Virtual Goods market still on the rise in the U.S. – $2.1 Billion predicted for 2011

Released yesterday by the Inside Network, 2011 looks to be a bumper year for the virtual goods biz. The Inside Virtual Goods report is forecasting some mighty big numbers for virtual swords, costumes and mounts, as founder Justin Smith and Virtual Goods Summit head Charles Hudson predict a gain of 40 percent – up from $1.6 billion in 2010.

“If 2010 was the year that virtual goods made a splash in western markets, 2011 will be the year that these markets begin to mature as the collective opportunity across social games, online games, virtual worlds, consoles, and mobile games reaches the $2 billion dollar mark,” said Smith.

However, Smith and Hudson do not go so far as to see the (virtual) world only through rose colored glasses, as they point out that while a large majority of this growth is/was due to Facebook, the recent restrictions on communications and updates that the social networking platform has put in place are bound to put the brakes on unlimited growth. They point out that while 2009 and 2010 saw huge growth rates, 2011 will see such an explosion in numbers.

In a CNN report, Forrester Research analyst Nick Thomas finds it difficult to put a hard number on the virtual goods market, as he finds online purchases of digital goods still outside the mainstream.

“There are a few companies doing this very well and executing this very well, so by the time you factor in ‘World of Warcraft’ and one or two others, then you’ve probably got a fair chunk of the market,” he said. “There are not hundreds and hundreds of companies doing this well.”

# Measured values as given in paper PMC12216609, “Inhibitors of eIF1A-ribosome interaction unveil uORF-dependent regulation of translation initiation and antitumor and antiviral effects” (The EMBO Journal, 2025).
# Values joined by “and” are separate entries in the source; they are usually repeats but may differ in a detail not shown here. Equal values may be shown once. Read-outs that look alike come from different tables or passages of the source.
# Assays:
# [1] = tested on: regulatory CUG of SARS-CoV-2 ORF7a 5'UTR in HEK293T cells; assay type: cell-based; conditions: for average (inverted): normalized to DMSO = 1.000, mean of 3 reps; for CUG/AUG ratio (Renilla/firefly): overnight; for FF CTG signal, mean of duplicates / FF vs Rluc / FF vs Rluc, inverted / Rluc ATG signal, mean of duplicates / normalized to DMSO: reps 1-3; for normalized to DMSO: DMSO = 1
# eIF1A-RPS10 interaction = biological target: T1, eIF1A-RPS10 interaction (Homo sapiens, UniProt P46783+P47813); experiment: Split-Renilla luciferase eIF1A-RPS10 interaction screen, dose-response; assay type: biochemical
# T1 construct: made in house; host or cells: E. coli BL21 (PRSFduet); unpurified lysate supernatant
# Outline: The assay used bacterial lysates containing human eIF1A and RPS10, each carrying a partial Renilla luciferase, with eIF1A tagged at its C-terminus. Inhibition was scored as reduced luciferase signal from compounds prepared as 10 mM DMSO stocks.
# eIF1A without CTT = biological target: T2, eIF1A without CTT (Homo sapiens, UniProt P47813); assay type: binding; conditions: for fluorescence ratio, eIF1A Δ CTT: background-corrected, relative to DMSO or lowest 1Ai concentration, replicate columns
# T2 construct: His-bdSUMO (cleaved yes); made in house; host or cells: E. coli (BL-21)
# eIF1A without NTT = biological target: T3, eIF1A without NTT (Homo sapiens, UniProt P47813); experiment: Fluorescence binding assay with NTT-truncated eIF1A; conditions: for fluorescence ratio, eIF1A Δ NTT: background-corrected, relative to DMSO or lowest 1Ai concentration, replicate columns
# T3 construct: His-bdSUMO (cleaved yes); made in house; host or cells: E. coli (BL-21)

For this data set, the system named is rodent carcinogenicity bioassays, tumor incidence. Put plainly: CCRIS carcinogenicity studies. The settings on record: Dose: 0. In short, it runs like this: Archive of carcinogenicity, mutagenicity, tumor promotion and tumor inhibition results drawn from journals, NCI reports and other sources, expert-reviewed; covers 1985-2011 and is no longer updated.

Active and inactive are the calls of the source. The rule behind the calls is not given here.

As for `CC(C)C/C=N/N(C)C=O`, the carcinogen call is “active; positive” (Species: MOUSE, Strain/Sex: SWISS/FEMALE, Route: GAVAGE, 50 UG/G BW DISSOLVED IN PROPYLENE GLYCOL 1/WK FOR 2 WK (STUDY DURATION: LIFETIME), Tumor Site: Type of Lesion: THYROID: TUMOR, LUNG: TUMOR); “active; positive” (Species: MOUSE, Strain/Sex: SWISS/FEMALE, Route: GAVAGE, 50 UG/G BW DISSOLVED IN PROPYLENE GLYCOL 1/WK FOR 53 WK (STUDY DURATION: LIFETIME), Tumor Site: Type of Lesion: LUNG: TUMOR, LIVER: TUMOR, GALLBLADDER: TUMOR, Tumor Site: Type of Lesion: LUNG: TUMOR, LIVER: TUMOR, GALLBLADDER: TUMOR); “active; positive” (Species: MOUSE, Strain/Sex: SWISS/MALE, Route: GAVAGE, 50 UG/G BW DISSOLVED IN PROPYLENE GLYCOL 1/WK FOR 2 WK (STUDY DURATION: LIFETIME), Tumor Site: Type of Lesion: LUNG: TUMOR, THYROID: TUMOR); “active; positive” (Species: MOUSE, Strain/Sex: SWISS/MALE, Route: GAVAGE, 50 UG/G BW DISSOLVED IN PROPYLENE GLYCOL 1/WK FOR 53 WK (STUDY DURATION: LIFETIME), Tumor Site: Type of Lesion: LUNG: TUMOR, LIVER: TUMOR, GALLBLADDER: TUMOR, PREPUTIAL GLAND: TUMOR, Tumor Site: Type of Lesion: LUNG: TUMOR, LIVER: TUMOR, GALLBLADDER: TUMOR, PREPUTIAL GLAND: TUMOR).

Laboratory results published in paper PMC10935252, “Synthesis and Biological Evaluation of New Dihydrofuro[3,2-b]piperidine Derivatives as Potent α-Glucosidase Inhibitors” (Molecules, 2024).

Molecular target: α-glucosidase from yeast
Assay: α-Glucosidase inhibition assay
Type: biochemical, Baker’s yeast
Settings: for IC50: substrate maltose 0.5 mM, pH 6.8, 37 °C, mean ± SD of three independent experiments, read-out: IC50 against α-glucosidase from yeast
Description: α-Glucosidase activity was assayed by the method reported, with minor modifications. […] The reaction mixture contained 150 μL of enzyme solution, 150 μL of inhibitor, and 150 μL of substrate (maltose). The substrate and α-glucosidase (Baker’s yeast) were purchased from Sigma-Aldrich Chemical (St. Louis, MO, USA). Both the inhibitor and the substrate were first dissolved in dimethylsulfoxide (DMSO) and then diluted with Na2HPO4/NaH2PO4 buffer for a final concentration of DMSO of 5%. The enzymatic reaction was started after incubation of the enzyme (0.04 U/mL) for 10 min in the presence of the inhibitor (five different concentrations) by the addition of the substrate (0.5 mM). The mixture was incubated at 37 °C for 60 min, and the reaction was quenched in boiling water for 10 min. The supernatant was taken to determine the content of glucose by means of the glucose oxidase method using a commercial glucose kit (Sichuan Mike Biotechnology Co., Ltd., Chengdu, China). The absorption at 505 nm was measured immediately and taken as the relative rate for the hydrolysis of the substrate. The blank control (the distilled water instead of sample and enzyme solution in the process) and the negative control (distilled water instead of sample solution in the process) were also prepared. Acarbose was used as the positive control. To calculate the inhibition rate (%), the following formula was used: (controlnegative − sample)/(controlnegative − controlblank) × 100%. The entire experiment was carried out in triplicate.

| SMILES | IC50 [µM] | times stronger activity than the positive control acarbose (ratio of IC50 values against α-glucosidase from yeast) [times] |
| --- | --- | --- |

If by one or two others, Mr. Thomas is perhaps referring to Electronic Arts’ purchase of Playfish for up to $400 million, and Disney’s recent acquisition of Playdom for up to $763 million, then he’s right on the money. However, let’s not forget about Zynga, and their plans for global domination, as well as the hundreds, if not thousands of other successful virtual goods offering gaming firms out there today. And Android and iPhone apps – all to be considered under the virtual goods umbrella? Oh, and did I mention Xbox, PS3, and Wii?

Another page to consider under the “still outside the mainstream” argument is the notable shift to free-to-play over the past year. Spearheading this movement at the moment is Turbine. They began with flipping Dungeons and Dragons Online to a free-to-play model, and only to report massive virtual currency sales, ahead of it’s public launch date. Building on this success (and a Warner Brothers acquisition), Turbine then repeated the formula with their flagship title Lord of the Rings Online.

To summarize, Smith and Hudson’s numbers, as well as reasoning appear to be well founded. Barring any catastrophic events, it appears as though 2011 will be a great year for the virtual goods market.

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